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Solve for (x)

  1. Feb 17, 2014 #1
    1. The problem statement, all variables and given/known data

    x = x(8-2x)

    2. Relevant equations

    x = x(8-2x)

    3. The attempt at a solution

    My Solution

    x = x(8-2x)
    1 = 8 - 2x
    2x = 7
    x = 7/2

    Provided Solution

    x = x(8-2x)
    x = 8x - 2x^2
    2x^2 -7x = 0
    x(2x - 7) =
    x = 0 / x = 7/2

    Is my approach wrong?
    Is x=0 always a possible answer, in addition to the found solution, so, should I have simply included x=0 in my solution?

    Thanks!
     
  2. jcsd
  3. Feb 17, 2014 #2

    rock.freak667

    User Avatar
    Homework Helper

    Yes you would need to include x=0.

    As your solution divided throughout by x, in doing so you limited your final answer as x could not be equal to zero (you can't divide by zero so x could be anything but zero).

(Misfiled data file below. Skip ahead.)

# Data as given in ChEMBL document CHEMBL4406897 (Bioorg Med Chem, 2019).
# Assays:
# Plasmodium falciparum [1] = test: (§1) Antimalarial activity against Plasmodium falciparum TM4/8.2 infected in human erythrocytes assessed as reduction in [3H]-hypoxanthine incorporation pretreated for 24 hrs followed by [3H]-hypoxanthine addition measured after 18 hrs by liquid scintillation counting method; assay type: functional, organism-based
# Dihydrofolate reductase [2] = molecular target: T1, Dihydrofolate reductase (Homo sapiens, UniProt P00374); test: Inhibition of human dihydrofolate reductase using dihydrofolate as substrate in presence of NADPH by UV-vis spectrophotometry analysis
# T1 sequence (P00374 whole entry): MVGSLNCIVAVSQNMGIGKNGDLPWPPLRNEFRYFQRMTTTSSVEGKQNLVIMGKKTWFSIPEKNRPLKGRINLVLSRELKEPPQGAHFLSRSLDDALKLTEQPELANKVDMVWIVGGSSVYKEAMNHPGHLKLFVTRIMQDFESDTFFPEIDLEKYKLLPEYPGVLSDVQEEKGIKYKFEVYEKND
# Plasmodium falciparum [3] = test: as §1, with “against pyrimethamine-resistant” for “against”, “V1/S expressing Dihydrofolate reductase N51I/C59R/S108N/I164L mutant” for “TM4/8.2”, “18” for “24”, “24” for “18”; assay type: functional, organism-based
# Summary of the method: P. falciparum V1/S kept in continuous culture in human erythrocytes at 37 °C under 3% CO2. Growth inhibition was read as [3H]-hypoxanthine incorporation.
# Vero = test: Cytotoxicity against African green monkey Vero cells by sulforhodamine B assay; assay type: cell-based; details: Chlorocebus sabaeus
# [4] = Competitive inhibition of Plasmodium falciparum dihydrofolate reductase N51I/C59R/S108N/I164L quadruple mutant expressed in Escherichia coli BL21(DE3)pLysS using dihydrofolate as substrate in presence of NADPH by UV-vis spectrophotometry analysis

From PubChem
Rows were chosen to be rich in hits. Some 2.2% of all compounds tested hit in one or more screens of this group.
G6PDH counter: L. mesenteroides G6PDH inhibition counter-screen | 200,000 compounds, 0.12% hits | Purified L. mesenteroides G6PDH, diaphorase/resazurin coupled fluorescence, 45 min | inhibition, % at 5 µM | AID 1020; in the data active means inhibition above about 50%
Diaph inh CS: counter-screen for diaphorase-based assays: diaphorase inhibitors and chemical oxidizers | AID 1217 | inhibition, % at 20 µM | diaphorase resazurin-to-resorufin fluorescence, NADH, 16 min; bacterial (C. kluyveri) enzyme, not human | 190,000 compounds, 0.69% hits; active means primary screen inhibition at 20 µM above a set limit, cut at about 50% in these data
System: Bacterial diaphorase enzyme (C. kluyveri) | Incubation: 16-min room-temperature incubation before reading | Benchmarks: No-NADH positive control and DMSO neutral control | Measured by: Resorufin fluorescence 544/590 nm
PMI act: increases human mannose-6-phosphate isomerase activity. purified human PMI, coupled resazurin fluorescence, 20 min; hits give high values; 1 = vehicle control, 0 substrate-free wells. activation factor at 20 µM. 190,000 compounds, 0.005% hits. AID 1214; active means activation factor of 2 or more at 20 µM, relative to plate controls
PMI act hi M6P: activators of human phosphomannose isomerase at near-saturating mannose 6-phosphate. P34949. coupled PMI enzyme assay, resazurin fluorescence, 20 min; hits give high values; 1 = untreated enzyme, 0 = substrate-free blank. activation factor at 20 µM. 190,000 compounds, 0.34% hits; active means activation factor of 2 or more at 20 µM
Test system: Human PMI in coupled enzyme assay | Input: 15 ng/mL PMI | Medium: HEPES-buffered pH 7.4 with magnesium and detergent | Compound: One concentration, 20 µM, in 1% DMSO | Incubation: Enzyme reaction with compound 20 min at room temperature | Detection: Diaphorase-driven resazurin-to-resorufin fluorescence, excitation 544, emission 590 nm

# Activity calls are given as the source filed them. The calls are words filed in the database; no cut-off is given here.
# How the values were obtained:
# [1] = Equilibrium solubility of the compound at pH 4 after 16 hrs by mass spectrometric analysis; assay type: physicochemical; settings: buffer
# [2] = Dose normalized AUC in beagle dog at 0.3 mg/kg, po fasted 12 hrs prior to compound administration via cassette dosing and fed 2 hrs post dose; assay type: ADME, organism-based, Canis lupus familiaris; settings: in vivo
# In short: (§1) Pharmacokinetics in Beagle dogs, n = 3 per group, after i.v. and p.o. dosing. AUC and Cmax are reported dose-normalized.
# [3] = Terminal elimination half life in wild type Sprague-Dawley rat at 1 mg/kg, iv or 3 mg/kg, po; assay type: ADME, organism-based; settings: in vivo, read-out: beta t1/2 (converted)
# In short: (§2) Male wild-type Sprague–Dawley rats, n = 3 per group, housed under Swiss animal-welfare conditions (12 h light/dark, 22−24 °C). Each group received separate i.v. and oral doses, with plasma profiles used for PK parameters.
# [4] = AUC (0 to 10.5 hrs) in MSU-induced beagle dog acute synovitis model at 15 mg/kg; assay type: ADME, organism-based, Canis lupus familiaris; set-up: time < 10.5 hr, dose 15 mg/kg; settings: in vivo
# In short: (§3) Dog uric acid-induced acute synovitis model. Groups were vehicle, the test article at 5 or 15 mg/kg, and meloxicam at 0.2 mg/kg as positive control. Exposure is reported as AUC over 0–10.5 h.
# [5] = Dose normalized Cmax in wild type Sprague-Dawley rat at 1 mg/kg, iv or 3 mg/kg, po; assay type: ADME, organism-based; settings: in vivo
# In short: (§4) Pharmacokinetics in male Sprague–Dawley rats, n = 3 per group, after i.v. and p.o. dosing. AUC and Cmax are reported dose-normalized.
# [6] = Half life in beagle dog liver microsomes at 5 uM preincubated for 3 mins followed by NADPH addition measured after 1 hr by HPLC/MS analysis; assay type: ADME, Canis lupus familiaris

4. Feb 17, 2014 #3

    Ray Vickson

    User Avatar
    Science Advisor
    Homework Helper

    The red flag that should be a warning to you is that you are dividing both sides of an equation by a common unknown---x in this case. You should always check that you are not dividing by zero, as that is never, ever allowed. So, when you look at your original equation and before you start dividing, ask yourself: could I ever be dividing by 0? If the answer is yes, you can't do it. But, 0 is a perfectly legitimate solution: when x = 0 are the two sides of the equation equal to each other? The answer is yes.

    After a while, this kind of checking will (or should) become second nature to you.
     
  5. Feb 17, 2014 #4

    Mark44

    Staff: Mentor

    Notice that in the provided solution, they expanded the right side, and then brought all terms to the other side. After factoring the left side, they were able to find both solutions.
     
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